UPDATE: Rosenthal reports that Putz will receive a two-year, $10 million contract from the Diamondbacks with a $6.5 million club option for 2013 or a $1.5 million buyout. He’ll earn $4 million in 2011 and $4.5 million in 2012.
6:18 PM: According to Ken Rosenthal of FOXSports.com, the Diamondbacks and J.J. Putz have agreed to a two-year contract with a club option for 2013, pending a physical.
3:48 PM: Moments ago during the press conference officially announcing the Mark Reynolds deal, Diamondbacks general manager Kevin Towers indicated that he expects to acquire a new closer by tomorrow.
And about three seconds later Buster Olney of ESPN.com tweeted that “good progress is being made by the Diamondbacks to bring J.J. Putz in.”
Connecting the dots, Putz to the Diamondbacks as their new closer definitely passes the smell test.
Putz bounced back in a big way this year after struggling with his performance and health for the Mets in 2009, going 7-5 with a 2.83 ERA, .204 opponents’ batting average, and 65 strikeouts in 54 innings for the White Sox. It was the fourth time in five seasons that Putz has racked up more than 10 strikeouts per nine innings, and if you ignore his one-season stint in New York he has a 3.03 career ERA in 377 innings.
Towers was famous for building excellent bullpens during his time in San Diego and he’s already taken steps to fix Arizona’s league-worst relief corps by adding David Hernandez and Kam Mickolio in the Reynolds deal. Bringing in Putz to handle ninth-inning duties would be a huge addition, as he’s been one of baseball’s most dominant relievers when healthy.
Former Tigers infielder Casey McGehee has reportedly signed a one-year deal with the Yomiuri Giants of Nippon Professional Baseball, according to FOX Sports’ Ken Rosenthal.
It’s the fourth move the corner infielder has made in the last two seasons after seeing short-term stints with the Marlins, Giants and Tigers. He signed a minor league deal with the Tigers prior to the 2016 season, providing the club with some infield depth behind 24-year-old Nick Castellanos. When Castellanos hit the disabled list in August with a broken hand, McGehee was recalled from Triple-A Toledo for a 30-game stint and slashed .228/.260/.239 with one extra-base hit in 96 PA. His career batting line (.258/.317/.384 over eight seasons) isn’t too shabby, but his age and a long history of knee injuries puts a damper on his potential.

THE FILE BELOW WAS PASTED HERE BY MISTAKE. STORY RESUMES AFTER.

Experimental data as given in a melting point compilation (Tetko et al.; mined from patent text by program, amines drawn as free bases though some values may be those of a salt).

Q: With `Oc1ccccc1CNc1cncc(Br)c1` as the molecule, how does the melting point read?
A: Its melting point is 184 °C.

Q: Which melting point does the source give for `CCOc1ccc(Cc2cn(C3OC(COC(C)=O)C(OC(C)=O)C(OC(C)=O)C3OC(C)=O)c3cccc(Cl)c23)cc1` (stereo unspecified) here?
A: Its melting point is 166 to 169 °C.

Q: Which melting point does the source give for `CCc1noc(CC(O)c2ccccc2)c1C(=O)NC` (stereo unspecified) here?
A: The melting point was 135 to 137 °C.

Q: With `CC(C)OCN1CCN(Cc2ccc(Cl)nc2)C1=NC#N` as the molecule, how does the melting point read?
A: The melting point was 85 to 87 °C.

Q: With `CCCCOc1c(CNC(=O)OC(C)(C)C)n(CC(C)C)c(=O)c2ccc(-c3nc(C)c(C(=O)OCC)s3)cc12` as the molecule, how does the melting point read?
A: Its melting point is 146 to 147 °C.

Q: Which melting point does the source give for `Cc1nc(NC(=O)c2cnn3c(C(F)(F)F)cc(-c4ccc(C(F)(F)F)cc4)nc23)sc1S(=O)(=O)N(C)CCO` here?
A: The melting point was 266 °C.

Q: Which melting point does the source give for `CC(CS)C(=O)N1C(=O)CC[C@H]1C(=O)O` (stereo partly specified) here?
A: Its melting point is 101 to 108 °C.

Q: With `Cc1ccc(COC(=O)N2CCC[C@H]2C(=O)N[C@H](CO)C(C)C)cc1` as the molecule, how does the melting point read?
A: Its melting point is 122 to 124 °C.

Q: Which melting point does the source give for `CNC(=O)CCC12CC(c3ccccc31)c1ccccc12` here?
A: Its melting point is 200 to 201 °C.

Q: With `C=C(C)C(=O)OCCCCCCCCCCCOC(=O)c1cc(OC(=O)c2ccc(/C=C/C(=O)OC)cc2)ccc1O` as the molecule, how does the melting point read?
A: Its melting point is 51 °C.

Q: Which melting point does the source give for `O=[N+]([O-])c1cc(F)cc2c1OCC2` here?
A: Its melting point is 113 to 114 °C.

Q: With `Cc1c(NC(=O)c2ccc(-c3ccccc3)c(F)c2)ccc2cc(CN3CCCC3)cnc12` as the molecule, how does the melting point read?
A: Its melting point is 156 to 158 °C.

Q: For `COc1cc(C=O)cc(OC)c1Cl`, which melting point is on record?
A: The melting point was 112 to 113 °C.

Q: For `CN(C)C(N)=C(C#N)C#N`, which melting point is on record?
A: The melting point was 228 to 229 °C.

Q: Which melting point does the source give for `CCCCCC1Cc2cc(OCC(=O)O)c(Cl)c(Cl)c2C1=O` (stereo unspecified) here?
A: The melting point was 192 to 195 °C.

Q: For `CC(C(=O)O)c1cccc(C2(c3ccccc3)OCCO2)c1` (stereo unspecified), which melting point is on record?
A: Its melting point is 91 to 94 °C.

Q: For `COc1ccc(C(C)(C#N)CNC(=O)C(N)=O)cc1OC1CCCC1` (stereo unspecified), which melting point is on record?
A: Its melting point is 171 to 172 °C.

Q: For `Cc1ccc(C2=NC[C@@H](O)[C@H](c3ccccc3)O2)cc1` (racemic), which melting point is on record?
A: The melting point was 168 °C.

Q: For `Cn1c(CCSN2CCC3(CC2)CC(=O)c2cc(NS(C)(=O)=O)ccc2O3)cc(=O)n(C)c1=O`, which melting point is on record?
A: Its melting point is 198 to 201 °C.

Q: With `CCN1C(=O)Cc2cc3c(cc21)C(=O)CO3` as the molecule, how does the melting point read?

McGehee last appeared in the NPB circuit in 2013, when he signed a one-year, $1.5 million deal with the Tohoku Rakuten Golden Eagles. He spent the bulk of his season at the hot corner, batting an impressive .292/.396/.515 with 28 homers in 590 PA and appearing in the Eagles’ first and only championship run to date.
The deal comes with a club option for 2018, Rosenthal reports, though no figure has been specified.
Free agent left-hander Rich Hill is rumored to be entertaining a three-year, $40+ million offer from the Dodgers, reports Peter Gammons. The Boston Globe’s Nick Cafardo corroborated the report, adding that Hill could receive somewhere between $46 and $48 million from his former team.
Hill, 36, pitched to a 2.12 ERA and 3.91 FIP in back-to-back stints with the Athletics and Dodgers in 2016. While a chronic case of blisters on his pitching hand limited the frequency of his starts, he still figures to be one of the most productive and noteworthy starting pitchers on the market this winter.
The Orioles, Yankees, Red Sox, Rangers and Astros have all been mentioned as potential suitors for the left-hander’s services, though Orioles’ GM Dan Duquette said the club has yet to make a play for Hill and ESPN’s Jim Bowden pointed out that the Red Sox are less involved in trade talks than other interested parties.